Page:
Book review by Paulette Tobin
Kopp, Father Anthony. Memoir’s of Father Anthony Kopp. North Dakota State University Libraries, Germans from Russia Heritage Collection, Fargo, North Dakota, 1999.
Charm and heritage: Two books tell the stories of Germans from Russia in North Dakota
More North Dakotans can trace their ancestry to the Germans from Russia than to any other ethnic group, and both these books have something to contribute to telling the story of this group's rich history.
Memoirs of Father Anthony Kopp was taken from Kopp's original manuscript, which he pounded out on an old typewriter shortly before his death in 1964. Born in Krasna, Bessarabia, in 1891, Kopp attended elementary school near Harvey, ND., and completed high school, college and theological studies at Assumption Abbey near Richardton, N.D.
Ordained in 1917, he served North Dakota parishes in Rosebud, Odense, Mott, Bowbells and Foxholm. He was a chaplain at Garrison (N.D.) Hospital when he died at age 73.
Kopp's manuscript was published faithfully with spelling errors and what the publishers call "the unique dialectical German speech" spoken by Germans to whom English was a second language. This may be colorful, but it also makes for some seriously strangled syntax at times.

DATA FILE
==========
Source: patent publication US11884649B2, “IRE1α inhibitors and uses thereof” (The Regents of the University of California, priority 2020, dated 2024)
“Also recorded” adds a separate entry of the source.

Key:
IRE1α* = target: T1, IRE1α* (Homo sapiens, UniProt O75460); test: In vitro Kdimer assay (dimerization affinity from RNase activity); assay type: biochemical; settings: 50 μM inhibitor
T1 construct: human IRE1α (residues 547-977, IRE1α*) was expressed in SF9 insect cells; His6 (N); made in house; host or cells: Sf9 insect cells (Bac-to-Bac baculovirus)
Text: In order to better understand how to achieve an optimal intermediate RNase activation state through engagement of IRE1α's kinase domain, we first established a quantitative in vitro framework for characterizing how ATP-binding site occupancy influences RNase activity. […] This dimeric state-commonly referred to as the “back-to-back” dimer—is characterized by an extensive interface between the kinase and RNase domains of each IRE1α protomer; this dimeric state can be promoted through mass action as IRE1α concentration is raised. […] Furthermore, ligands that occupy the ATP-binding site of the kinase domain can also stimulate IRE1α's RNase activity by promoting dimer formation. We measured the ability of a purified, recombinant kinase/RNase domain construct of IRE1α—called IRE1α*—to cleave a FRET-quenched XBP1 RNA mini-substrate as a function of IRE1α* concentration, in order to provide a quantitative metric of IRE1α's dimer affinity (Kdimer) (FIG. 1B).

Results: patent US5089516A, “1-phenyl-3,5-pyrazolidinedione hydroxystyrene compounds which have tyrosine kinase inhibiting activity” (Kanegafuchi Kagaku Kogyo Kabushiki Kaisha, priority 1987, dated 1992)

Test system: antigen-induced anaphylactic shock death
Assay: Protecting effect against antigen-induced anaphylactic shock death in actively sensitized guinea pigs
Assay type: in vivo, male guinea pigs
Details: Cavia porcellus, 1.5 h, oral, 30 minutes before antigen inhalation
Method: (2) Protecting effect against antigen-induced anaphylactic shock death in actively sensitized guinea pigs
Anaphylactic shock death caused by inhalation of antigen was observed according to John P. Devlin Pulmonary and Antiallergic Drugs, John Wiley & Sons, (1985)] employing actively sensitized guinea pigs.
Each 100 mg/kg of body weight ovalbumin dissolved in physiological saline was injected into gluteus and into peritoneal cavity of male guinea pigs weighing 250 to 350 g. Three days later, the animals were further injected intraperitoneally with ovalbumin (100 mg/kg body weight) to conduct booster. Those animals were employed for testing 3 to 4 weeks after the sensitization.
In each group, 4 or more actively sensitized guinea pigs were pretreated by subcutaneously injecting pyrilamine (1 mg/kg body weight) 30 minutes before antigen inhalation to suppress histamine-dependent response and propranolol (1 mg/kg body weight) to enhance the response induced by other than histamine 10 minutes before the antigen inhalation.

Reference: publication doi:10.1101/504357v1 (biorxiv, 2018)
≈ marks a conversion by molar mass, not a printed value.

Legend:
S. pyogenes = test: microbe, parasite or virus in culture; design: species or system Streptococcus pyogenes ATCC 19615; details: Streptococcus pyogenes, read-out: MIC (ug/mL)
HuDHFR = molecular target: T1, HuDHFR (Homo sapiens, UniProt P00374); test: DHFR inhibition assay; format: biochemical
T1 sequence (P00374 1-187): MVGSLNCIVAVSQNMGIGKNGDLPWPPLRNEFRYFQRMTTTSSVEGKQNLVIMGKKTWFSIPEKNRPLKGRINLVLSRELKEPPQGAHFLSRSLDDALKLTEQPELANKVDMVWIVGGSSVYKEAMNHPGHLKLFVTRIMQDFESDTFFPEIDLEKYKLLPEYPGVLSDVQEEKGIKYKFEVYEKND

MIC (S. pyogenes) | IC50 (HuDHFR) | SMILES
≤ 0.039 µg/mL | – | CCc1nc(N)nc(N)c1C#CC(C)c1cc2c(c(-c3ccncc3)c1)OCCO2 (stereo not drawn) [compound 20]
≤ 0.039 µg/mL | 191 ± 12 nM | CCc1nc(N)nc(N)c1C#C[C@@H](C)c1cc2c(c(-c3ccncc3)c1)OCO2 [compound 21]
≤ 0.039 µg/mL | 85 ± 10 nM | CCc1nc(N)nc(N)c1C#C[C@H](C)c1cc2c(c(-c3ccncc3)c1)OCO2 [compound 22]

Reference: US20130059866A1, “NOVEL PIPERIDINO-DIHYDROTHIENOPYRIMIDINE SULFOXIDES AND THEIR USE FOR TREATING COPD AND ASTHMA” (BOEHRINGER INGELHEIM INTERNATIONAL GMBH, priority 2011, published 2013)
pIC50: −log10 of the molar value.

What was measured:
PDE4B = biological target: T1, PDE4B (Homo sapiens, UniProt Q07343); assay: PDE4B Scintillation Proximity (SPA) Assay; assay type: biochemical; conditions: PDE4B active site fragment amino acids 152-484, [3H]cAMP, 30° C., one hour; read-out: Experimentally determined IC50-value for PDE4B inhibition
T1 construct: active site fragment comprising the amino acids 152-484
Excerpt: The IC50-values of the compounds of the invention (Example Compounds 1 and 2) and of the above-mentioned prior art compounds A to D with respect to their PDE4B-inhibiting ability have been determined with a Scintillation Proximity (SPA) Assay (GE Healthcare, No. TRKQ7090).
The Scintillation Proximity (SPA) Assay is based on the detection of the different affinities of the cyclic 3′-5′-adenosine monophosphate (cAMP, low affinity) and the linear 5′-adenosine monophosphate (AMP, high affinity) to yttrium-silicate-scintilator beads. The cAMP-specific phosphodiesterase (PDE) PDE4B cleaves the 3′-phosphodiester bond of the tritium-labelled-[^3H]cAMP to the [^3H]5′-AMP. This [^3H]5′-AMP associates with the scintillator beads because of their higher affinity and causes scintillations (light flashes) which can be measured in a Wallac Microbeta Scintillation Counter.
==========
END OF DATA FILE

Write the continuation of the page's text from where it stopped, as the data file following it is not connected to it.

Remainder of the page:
Kopp's good nature and sense of humor shine through his stories of his family and of the joys and hardships of being a priest in western North Dakota. Some of what he wrote could have used more background. His stories of church infighting and Bishop Shanley's visits to Harvey, for instance, are more meaningful when you know that Bishop Shanley disliked the Germans from Russia intensely and vice versa.
Kopp's eldest brother,Pius, was the first in the family sent to Richardton for education, but rather than becoming a priest he fell in love, leading to nuptials not only for Pius, but for their sister, Angela. She met her future husband, John Bleier, at Pius' wedding.
At the wedding, Pius asked his friend John "whether or why he does not get married," Kopp wrote. "John Bleier said, "Give me your sister,' or 'Can I get your sister,' and the answer was, 'Go ask her.' He did ask her and she said 'yes.'"
Jolenta Fischer Masterson of Sequim, Wash., a native of Strasburg, N.D., who worked on the publishing of this book, said she came across several names and families that were familiar to her. If you had family members in western North Dakota, especially if they were Catholic, don't be surprised if they turn up in this book.
Reprinted with permission of the Grand Forks Herald.